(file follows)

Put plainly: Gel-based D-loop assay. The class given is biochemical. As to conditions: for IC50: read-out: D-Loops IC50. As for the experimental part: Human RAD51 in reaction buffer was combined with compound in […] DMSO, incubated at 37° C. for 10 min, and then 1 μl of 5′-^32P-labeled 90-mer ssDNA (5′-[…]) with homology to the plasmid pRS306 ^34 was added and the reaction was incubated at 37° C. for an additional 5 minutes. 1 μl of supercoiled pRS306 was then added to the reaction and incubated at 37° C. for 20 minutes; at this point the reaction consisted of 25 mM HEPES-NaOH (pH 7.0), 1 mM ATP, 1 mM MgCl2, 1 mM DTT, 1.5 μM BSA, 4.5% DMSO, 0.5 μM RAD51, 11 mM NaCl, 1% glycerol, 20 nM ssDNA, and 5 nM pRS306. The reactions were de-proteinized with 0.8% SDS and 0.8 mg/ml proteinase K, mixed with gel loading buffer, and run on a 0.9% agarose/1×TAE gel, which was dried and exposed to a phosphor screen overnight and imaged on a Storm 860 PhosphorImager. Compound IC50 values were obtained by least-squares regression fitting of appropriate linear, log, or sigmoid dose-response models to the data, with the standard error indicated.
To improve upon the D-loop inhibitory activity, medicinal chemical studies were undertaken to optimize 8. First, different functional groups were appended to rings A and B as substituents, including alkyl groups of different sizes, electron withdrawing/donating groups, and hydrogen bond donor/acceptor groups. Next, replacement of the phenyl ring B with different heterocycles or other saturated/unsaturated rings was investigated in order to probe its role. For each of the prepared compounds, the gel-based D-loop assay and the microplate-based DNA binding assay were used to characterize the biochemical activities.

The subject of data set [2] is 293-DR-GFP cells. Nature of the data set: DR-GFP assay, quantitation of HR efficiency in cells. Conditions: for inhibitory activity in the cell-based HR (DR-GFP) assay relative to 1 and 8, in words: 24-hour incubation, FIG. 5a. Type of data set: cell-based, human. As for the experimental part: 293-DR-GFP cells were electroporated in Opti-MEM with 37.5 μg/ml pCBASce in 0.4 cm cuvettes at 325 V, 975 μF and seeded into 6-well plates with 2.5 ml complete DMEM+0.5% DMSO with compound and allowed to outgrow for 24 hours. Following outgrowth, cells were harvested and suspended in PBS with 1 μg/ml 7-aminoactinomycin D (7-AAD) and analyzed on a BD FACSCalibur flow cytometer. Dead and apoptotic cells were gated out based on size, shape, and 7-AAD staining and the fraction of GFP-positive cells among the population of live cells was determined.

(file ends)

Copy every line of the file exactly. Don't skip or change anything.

Put plainly: Gel-based D-loop assay. The class given is biochemical. As to conditions: for IC50: read-out: D-Loops IC50. As for the experimental part: Human RAD51 in reaction buffer was combined with compound in […] DMSO, incubated at 37° C. for 10 min, and then 1 μl of 5′-^32P-labeled 90-mer ssDNA (5′-[…]) with homology to the plasmid pRS306 ^34 was added and the reaction was incubated at 37° C. for an additional 5 minutes. 1 μl of supercoiled pRS306 was then added to the reaction and incubated at 37° C. for 20 minutes; at this point the reaction consisted of 25 mM HEPES-NaOH (pH 7.0), 1 mM ATP, 1 mM MgCl2, 1 mM DTT, 1.5 μM BSA, 4.5% DMSO, 0.5 μM RAD51, 11 mM NaCl, 1% glycerol, 20 nM ssDNA, and 5 nM pRS306. The reactions were de-proteinized with 0.8% SDS and 0.8 mg/ml proteinase K, mixed with gel loading buffer, and run on a 0.9% agarose/1×TAE gel, which was dried and exposed to a phosphor screen overnight and imaged on a Storm 860 PhosphorImager. Compound IC50 values were obtained by least-squares regression fitting of appropriate linear, log, or sigmoid dose-response models to the data, with the standard error indicated.
To improve upon the D-loop inhibitory activity, medicinal chemical studies were undertaken to optimize 8. First, different functional groups were appended to rings A and B as substituents, including alkyl groups of different sizes, electron withdrawing/donating groups, and hydrogen bond donor/acceptor groups. Next, replacement of the phenyl ring B with different heterocycles or other saturated/unsaturated rings was investigated in order to probe its role. For each of the prepared compounds, the gel-based D-loop assay and the microplate-based DNA binding assay were used to characterize the biochemical activities.

The subject of data set [2] is 293-DR-GFP cells. Nature of the data set: DR-GFP assay, quantitation of HR efficiency in cells. Conditions: for inhibitory activity in the cell-based HR (DR-GFP) assay relative to 1 and 8, in words: 24-hour incubation, FIG. 5a. Type of data set: cell-based, human. As for the experimental part: 293-DR-GFP cells were electroporated in Opti-MEM with 37.5 μg/ml pCBASce in 0.4 cm cuvettes at 325 V, 975 μF and seeded into 6-well plates with 2.5 ml complete DMEM+0.5% DMSO with compound and allowed to outgrow for 24 hours. Following outgrowth, cells were harvested and suspended in PBS with 1 μg/ml 7-aminoactinomycin D (7-AAD) and analyzed on a BD FACSCalibur flow cytometer. Dead and apoptotic cells were gated out based on size, shape, and 7-AAD staining and the fraction of GFP-positive cells among the population of live cells was determined.